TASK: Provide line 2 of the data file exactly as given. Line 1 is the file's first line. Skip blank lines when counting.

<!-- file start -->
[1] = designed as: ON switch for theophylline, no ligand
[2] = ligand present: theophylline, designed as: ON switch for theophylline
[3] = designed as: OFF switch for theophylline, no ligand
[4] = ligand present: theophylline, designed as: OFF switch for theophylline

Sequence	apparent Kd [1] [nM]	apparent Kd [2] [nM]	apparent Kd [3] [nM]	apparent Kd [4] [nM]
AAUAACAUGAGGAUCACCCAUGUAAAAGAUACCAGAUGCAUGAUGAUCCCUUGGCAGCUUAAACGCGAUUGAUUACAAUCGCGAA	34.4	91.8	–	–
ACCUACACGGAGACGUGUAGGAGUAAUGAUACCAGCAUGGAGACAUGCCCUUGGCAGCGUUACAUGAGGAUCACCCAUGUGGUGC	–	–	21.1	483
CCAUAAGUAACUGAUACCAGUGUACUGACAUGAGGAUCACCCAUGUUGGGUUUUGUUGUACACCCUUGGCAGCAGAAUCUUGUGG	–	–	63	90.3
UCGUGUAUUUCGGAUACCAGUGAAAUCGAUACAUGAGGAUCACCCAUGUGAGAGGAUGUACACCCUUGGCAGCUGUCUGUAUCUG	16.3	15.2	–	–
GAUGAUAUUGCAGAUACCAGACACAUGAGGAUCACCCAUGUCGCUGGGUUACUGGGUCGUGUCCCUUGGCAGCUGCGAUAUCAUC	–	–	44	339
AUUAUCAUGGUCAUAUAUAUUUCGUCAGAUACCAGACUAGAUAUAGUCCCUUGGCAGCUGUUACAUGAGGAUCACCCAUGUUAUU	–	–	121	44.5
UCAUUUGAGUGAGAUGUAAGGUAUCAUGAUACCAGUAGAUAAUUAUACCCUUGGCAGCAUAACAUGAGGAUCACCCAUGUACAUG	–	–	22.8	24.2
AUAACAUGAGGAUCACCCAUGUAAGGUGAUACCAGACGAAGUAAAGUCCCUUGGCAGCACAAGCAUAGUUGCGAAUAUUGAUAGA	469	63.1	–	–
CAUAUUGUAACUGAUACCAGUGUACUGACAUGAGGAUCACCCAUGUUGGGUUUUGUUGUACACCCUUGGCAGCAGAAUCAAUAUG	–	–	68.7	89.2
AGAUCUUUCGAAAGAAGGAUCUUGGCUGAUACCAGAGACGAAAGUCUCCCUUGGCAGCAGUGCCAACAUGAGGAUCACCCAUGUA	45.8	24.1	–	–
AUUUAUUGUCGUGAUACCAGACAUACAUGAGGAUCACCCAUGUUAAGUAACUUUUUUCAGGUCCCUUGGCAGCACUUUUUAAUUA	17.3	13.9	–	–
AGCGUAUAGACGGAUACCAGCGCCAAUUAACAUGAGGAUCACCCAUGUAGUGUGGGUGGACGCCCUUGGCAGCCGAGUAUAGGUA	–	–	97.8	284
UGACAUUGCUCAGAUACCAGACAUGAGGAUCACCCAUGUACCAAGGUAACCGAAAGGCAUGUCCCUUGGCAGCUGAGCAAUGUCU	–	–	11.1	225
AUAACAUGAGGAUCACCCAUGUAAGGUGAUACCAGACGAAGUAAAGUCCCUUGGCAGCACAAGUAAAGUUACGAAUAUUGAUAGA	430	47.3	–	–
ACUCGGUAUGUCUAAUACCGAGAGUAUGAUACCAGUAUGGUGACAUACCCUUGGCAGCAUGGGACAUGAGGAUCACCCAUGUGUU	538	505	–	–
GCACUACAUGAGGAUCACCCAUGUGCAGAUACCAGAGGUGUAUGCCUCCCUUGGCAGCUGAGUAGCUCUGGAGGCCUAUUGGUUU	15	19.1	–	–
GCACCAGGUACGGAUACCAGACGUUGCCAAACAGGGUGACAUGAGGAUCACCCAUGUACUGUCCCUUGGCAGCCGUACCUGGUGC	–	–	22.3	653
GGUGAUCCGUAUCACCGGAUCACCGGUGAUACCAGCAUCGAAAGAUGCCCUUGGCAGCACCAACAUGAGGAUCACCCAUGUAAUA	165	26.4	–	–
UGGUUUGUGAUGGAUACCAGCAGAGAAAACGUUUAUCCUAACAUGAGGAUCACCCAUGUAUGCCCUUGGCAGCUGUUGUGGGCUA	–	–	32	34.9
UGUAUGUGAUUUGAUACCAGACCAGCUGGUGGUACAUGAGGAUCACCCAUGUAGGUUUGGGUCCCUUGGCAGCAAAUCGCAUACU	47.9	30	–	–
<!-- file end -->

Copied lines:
[2] = ligand present: theophylline, designed as: ON switch for theophylline